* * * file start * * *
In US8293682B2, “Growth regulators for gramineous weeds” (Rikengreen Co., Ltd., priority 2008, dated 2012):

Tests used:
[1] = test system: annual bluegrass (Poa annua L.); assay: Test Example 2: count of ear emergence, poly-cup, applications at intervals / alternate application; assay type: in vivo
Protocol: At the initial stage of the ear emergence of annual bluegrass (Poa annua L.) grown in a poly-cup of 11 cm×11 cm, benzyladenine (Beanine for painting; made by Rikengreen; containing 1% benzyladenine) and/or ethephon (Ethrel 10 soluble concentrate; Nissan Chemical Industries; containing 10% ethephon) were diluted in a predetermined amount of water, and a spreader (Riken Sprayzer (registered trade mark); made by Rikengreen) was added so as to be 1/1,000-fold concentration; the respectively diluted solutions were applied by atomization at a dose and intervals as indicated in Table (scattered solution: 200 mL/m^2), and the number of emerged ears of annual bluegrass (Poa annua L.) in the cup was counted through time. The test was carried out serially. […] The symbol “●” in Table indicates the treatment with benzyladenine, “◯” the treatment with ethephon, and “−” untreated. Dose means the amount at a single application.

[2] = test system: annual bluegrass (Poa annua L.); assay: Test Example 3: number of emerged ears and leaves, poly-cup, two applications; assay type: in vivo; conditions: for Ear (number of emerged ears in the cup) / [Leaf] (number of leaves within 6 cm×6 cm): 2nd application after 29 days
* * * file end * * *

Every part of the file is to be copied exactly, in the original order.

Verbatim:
In US8293682B2, “Growth regulators for gramineous weeds” (Rikengreen Co., Ltd., priority 2008, dated 2012):

Tests used:
[1] = test system: annual bluegrass (Poa annua L.); assay: Test Example 2: count of ear emergence, poly-cup, applications at intervals / alternate application; assay type: in vivo
Protocol: At the initial stage of the ear emergence of annual bluegrass (Poa annua L.) grown in a poly-cup of 11 cm×11 cm, benzyladenine (Beanine for painting; made by Rikengreen; containing 1% benzyladenine) and/or ethephon (Ethrel 10 soluble concentrate; Nissan Chemical Industries; containing 10% ethephon) were diluted in a predetermined amount of water, and a spreader (Riken Sprayzer (registered trade mark); made by Rikengreen) was added so as to be 1/1,000-fold concentration; the respectively diluted solutions were applied by atomization at a dose and intervals as indicated in Table (scattered solution: 200 mL/m^2), and the number of emerged ears of annual bluegrass (Poa annua L.) in the cup was counted through time. The test was carried out serially. […] The symbol “●” in Table indicates the treatment with benzyladenine, “◯” the treatment with ethephon, and “−” untreated. Dose means the amount at a single application.

[2] = test system: annual bluegrass (Poa annua L.); assay: Test Example 3: number of emerged ears and leaves, poly-cup, two applications; assay type: in vivo; conditions: for Ear (number of emerged ears in the cup) / [Leaf] (number of leaves within 6 cm×6 cm): 2nd application after 29 days